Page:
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A mistrustful animal: Bernard Williams interviewed

Bernard Arthur Owen Williams (1929-2003) was a Fellow of All Souls College, Oxford, and taught at Cambridge University, University College London and the University of California, Berkeley. In Williams’s view, philosophy starts from “the realization that we don’t fully understand our activities and thoughts; its task is to suggest and open up ways in which we might better understand them.” Especially in the case of ethics, with which most of his work is concerned, he is skeptical of the idea that philosophers can do this through advancing theories, rather than seeing philosophical theories as barriers to increased self-understanding. He famously responded to his onetime tutor Richard Hare’s question: “You pull everything down, but what do you put in its place?” with “Well, in that place, I don’t put anything. That isn’t a place anything should be.”

He is the author of Truth and Truthfulness, Shame and Necessity, Ethics and the Limits of Philosophy, Descartes: The Project of Pure Enquiry, and Morality. His influential critical discussion of utilitarianism appeared in Utilitarianism: For and Against (with J.J.C. Smart) and Utilitarianism and Beyond (edited with Amartya Sen). Many of his essays have been collected in Making Sense of Humanity, Moral Luck, and Problems of the Self. This interview was conducted at Oxford in December 2002 by Alex Voorhoeve of University College London. Alex Voorhoeve’s work was supported by the Analysis Trust Studentship 2003-2004. Unfortunately, Bernard Williams did not have the opportunity to correct the transcript of the interview.

HRP: How did you come to be interested in philosophy?
Williams: It was the old story of getting interested in the subject before I knew that there was such a subject. When I was at school, some friends and I started talking about a set of issues which I would now call ‘philosophical’. Some of these issues were political. At that time, we were at war and allied with the Soviet Union, so discussions about communism occupied us. I was also already much occupied by questions having to do with art and morality and the autonomy of the artist. As it happened, my headmaster, who was a fervent Oxford man, sent me in for a scholarship in Classics at Oxford. It was only after I got there that I discovered that the course I had enrolled in, the so-called “Greats Course”, included philosophy. That was rather nice, since it meant that I was going to be studying the kind of things that already interested me. However, it wasn’t that I just wanted to do philosophy and just did some Classics along the way; I was always very interested in Classics. This shows in my philosophical work, on which Classical thought has had an important influence.

HRP: Which of your teachers and contemporaries most influenced you?
Williams: Though I did not agree with his views, I admired many of Gilbert Ryle’s attitudes toward philosophy. I particularly learned from his criticism of dividing philosophy into what he called ‘isms’ and schools of philosophy. He believed there were many philosophical questions and ways of arguing about them, but that attaching labels like ‘physicalism’ or ‘idealism’ to any particular way of answering philosophical questions was extremely mechanical and also misleading. In general, I thought that Ryle was an extremely sensible, open-minded, and fair-minded teacher. I was also very impressed and influenced by my friend David Pears. In the fifties, when I was a young don, David and I gave classes together, and I very much admired his methods. Another person who had one kind of influence on me–though I’m glad to say I think she didn’t influence me in other ways!–was Elisabeth Anscombe. One thing that she did, which she got from Wittgenstein, was that she impressed upon one that being clever wasn’t enough. Oxford philosophy, and this is still true to a certain extent, had a great tendency to be clever. It was very eristic: there was a lot of competitive dialectical exchange, and showing that other people were wrong. I was quite good at all that. But Elisabeth conveyed a strong sense of the seriousness of the subject, and how the subject was difficult in ways that simply being clever wasn’t going to get round.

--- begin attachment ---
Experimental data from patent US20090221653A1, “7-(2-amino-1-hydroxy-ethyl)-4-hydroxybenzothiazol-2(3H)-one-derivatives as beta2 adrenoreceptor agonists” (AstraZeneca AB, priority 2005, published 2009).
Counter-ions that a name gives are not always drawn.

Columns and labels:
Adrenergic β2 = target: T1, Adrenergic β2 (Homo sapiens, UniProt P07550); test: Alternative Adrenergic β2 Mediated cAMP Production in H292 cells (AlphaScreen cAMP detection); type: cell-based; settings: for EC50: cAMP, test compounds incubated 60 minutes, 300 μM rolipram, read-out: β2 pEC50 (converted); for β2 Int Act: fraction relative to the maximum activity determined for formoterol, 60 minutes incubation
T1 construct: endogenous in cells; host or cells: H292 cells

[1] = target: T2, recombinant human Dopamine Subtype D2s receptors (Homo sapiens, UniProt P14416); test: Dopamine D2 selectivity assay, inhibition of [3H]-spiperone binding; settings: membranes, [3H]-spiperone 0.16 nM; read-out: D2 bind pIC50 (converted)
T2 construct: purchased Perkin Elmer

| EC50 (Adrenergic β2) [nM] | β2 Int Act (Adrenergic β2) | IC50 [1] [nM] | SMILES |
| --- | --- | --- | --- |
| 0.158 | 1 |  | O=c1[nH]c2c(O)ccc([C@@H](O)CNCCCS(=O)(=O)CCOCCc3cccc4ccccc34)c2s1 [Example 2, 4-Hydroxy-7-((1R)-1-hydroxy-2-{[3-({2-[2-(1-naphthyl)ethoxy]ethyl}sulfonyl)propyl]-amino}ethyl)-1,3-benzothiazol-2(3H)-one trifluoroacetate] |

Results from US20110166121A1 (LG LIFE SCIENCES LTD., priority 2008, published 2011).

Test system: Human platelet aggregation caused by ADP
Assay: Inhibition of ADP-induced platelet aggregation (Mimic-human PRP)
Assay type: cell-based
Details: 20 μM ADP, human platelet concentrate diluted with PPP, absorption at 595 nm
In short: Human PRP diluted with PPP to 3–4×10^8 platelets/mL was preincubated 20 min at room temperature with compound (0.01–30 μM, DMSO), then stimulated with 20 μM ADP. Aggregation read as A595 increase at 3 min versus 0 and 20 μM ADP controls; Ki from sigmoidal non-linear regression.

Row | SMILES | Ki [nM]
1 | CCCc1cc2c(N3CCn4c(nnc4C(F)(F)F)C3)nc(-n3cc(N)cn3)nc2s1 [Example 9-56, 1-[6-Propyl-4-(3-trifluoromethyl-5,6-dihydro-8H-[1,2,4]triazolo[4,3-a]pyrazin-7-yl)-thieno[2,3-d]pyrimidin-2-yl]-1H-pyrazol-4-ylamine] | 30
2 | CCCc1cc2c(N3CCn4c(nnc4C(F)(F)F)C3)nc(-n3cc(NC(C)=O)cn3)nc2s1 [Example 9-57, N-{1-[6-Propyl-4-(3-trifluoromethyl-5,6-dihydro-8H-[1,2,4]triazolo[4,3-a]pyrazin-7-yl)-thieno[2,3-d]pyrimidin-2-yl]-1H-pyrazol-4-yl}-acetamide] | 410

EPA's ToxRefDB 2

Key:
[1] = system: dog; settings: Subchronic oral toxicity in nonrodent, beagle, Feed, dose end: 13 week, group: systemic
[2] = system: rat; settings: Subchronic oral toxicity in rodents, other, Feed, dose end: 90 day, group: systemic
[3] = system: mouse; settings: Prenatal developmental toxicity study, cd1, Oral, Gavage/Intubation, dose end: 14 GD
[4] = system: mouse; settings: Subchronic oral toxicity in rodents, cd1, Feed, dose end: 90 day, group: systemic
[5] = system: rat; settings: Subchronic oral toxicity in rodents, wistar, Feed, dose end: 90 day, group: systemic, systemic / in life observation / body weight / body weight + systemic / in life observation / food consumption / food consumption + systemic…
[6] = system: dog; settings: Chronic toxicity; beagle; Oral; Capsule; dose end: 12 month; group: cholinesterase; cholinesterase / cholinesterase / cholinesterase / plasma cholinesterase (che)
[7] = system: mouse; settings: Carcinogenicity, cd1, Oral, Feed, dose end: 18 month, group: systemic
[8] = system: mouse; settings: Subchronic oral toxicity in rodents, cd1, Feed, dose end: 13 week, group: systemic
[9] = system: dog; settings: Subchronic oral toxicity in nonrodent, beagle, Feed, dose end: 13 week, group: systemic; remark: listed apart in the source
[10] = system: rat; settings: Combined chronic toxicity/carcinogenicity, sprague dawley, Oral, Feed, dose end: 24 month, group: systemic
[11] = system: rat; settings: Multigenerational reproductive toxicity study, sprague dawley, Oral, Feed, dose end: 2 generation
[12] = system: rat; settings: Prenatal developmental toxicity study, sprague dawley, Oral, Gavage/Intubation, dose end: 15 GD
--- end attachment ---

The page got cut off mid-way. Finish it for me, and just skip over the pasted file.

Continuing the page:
HRP: What is required in addition to being clever?
Williams: A good appreciation of what is not there in the argument or on the page, and also some imagination. Many philosophers pursue a line of argument in a very linear fashion, in which one proof caps another proof, or a refutation refutes some other supposed proof, instead of thinking laterally about what it all might mean. There is a tendency to forget the main issue, which is what the distinction that was made was supposed to be doing in the first place. An obvious example is that people used to go on about what the difference is between a moral and a non-moral ‘this-that-and-the-other’. “What is a moral consideration as opposed to a non-moral consideration? What is a moral judgement as opposed to a non-moral judgement?” They belabored these questions without ever asking why the distinction was supposed to be so important in the first place.

HRP: What are your aims and motives in doing philosophy?